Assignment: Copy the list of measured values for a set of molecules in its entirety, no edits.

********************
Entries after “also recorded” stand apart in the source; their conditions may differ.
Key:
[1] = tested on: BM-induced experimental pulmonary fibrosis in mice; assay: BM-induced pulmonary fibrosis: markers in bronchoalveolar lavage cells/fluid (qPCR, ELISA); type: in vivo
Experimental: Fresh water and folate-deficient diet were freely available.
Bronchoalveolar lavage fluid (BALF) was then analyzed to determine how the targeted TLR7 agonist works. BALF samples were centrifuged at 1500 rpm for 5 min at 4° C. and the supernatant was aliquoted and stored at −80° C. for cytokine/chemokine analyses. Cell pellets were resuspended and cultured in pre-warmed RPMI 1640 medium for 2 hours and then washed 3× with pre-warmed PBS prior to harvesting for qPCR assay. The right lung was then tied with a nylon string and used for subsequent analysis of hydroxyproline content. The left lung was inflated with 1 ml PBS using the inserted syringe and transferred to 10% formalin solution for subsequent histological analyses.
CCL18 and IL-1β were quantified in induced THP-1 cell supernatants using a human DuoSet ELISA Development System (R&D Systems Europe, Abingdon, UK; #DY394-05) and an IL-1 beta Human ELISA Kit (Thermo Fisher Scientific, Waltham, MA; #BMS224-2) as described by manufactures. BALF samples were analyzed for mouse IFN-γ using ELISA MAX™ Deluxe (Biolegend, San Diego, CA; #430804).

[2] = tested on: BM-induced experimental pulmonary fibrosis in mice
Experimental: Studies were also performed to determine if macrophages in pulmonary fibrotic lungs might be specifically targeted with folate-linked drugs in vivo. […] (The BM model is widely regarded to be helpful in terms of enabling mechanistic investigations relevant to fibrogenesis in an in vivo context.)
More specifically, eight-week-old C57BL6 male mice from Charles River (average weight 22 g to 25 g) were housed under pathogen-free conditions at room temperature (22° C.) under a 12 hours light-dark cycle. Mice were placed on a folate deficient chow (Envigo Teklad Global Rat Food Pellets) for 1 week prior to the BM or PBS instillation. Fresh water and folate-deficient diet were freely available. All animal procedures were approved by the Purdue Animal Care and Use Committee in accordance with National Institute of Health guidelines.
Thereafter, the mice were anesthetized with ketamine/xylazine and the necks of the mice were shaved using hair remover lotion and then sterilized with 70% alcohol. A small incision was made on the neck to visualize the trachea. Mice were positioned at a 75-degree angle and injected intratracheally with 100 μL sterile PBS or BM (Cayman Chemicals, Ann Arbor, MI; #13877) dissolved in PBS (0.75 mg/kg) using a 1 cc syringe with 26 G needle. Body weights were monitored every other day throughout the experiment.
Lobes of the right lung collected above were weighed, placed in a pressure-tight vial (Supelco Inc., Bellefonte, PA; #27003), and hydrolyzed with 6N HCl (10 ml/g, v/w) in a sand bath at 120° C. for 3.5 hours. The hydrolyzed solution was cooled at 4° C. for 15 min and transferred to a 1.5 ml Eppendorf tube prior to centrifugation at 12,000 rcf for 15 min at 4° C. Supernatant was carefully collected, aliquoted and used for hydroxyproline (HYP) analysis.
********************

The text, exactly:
Entries after “also recorded” stand apart in the source; their conditions may differ.
Key:
[1] = tested on: BM-induced experimental pulmonary fibrosis in mice; assay: BM-induced pulmonary fibrosis: markers in bronchoalveolar lavage cells/fluid (qPCR, ELISA); type: in vivo
Experimental: Fresh water and folate-deficient diet were freely available.
Bronchoalveolar lavage fluid (BALF) was then analyzed to determine how the targeted TLR7 agonist works. BALF samples were centrifuged at 1500 rpm for 5 min at 4° C. and the supernatant was aliquoted and stored at −80° C. for cytokine/chemokine analyses. Cell pellets were resuspended and cultured in pre-warmed RPMI 1640 medium for 2 hours and then washed 3× with pre-warmed PBS prior to harvesting for qPCR assay. The right lung was then tied with a nylon string and used for subsequent analysis of hydroxyproline content. The left lung was inflated with 1 ml PBS using the inserted syringe and transferred to 10% formalin solution for subsequent histological analyses.
CCL18 and IL-1β were quantified in induced THP-1 cell supernatants using a human DuoSet ELISA Development System (R&D Systems Europe, Abingdon, UK; #DY394-05) and an IL-1 beta Human ELISA Kit (Thermo Fisher Scientific, Waltham, MA; #BMS224-2) as described by manufactures. BALF samples were analyzed for mouse IFN-γ using ELISA MAX™ Deluxe (Biolegend, San Diego, CA; #430804).

[2] = tested on: BM-induced experimental pulmonary fibrosis in mice
Experimental: Studies were also performed to determine if macrophages in pulmonary fibrotic lungs might be specifically targeted with folate-linked drugs in vivo. […] (The BM model is widely regarded to be helpful in terms of enabling mechanistic investigations relevant to fibrogenesis in an in vivo context.)
More specifically, eight-week-old C57BL6 male mice from Charles River (average weight 22 g to 25 g) were housed under pathogen-free conditions at room temperature (22° C.) under a 12 hours light-dark cycle. Mice were placed on a folate deficient chow (Envigo Teklad Global Rat Food Pellets) for 1 week prior to the BM or PBS instillation. Fresh water and folate-deficient diet were freely available. All animal procedures were approved by the Purdue Animal Care and Use Committee in accordance with National Institute of Health guidelines.
Thereafter, the mice were anesthetized with ketamine/xylazine and the necks of the mice were shaved using hair remover lotion and then sterilized with 70% alcohol. A small incision was made on the neck to visualize the trachea. Mice were positioned at a 75-degree angle and injected intratracheally with 100 μL sterile PBS or BM (Cayman Chemicals, Ann Arbor, MI; #13877) dissolved in PBS (0.75 mg/kg) using a 1 cc syringe with 26 G needle. Body weights were monitored every other day throughout the experiment.
Lobes of the right lung collected above were weighed, placed in a pressure-tight vial (Supelco Inc., Bellefonte, PA; #27003), and hydrolyzed with 6N HCl (10 ml/g, v/w) in a sand bath at 120° C. for 3.5 hours. The hydrolyzed solution was cooled at 4° C. for 15 min and transferred to a 1.5 ml Eppendorf tube prior to centrifugation at 12,000 rcf for 15 min at 4° C. Supernatant was carefully collected, aliquoted and used for hydroxyproline (HYP) analysis.